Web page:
“The public option, the ‘Connecticut Option’ we talked about, was about how to leverage some of the work we are doing here to benefit small employers,” Lembo said, referring to the 2019 legislation.
In 2019, the push by lawmakers for health care reform began relatively simply, with a measure that would have opened the state’s health plan to small companies and nonprofits, form an advisory council to guide the eventual development of a public option, and create a discount program to provide savings on prescription drugs.
In late May, Lamont unexpectedly backed a more ambitious version that would have created a “Connecticut Option” – a state-sponsored plan offered to individuals and small businesses that don’t have employer-subsidized coverage. To help pay for it, lawmakers would have re-established the penalty for failing to comply with the federal health coverage mandate. The new state mandate was projected to raise $25 million annually in penalties.
Under the expanded bill, the state’s Office of Health Strategy would have formed an advisory committee with experts, consumer advocates and state officials to develop network criteria, designs and provider reimbursement rates. The goal was a plan that could offer 20% premium savings.
Facing opposition from insurers and cold-feet from many colleagues, the sponsors greatly scaled back the plan in the session’s last days. The final version would have allowed state officials to seek permission from the federal government to import prescription drugs from Canada and enable them to pursue a reinsurance waiver to mitigate risk from sizable claims.
It passed the House, but never came to a vote in the Senate. Republicans objected to a proposed assessment on insurers to pay for reinsurance, while Democrats said the GOP did not identify an alternative source.
Reinsurance programs provide a subsidy to health insurers to help offset the costs of enrollees with large medical claims. In a competitive market, insurers will pass this subsidy on to consumers. Kelly and Senate Minority Leader Len Fasano, R-North Haven, said that assessing insurers for the reinsurance would have defeated the purpose of the subsidy.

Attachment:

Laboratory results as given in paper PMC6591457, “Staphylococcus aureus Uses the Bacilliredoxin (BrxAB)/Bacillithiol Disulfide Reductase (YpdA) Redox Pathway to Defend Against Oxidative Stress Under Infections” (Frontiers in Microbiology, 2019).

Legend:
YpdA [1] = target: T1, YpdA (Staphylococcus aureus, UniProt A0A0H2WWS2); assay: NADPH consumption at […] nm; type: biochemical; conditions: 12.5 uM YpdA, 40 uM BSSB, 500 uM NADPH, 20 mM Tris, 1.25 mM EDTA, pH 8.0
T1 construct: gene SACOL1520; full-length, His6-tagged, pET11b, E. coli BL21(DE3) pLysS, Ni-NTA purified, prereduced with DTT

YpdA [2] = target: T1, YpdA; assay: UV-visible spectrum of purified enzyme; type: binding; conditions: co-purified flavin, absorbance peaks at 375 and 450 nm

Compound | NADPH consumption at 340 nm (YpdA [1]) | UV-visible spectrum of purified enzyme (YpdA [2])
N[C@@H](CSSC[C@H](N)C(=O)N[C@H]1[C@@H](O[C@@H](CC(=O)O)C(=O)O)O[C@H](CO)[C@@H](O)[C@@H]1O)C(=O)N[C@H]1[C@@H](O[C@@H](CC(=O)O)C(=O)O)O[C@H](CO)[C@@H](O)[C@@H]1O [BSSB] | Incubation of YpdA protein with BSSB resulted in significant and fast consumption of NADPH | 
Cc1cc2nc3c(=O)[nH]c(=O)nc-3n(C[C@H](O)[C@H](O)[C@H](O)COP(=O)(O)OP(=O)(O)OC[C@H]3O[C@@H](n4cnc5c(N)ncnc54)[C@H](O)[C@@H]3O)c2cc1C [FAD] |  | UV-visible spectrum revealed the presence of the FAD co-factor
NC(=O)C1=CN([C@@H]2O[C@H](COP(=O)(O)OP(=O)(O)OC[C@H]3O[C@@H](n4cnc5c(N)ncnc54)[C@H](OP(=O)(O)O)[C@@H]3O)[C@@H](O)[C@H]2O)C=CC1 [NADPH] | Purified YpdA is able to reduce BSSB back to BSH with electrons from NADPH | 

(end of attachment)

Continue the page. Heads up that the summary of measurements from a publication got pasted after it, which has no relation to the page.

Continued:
“It’s always thrown in my face: ‘You have to find the money,’ ” said Kelly, a lawyer who worked for 14 years as an investigator in the state Department of Social Services.
It was an $18 million to $55 million investment, and it could have provided significant relief to small-businesses struggling to provide health coverage for employees, Kelly said. The state funds would have replaced a federal reinsurance subsidy that was part of the federal Affordable Care Act, but expired after 2016.
Fasano said Democrats cut out Kelly and other Republicans from all but the earliest talks about health care in the 2019 session. “They did their rollout — and then they got slammed,” Fasano said.
The question now is whether the Republicans and Democrats can find common ground in Hartford, something that has been elusive in Washington. There appears to be bipartisan support here for at least the importation of prescription drugs from Canada.
“The governor, in my conversations with him, has been very upfront, almost enthusiastic to do something,” Lembo said. “I think that is a great starting point.”
Scanlon and others said small steps would be better than none.
“Health care is really hard, and what I learned last year was it’s not something we can accomplished in one single bite,” Scanlon said.
His insurance co-chair, Sen. Matt Lesser, D-Middletown, agrees, even if if the presidential debate is about how to get the U.S. to some form of a single-payer health system.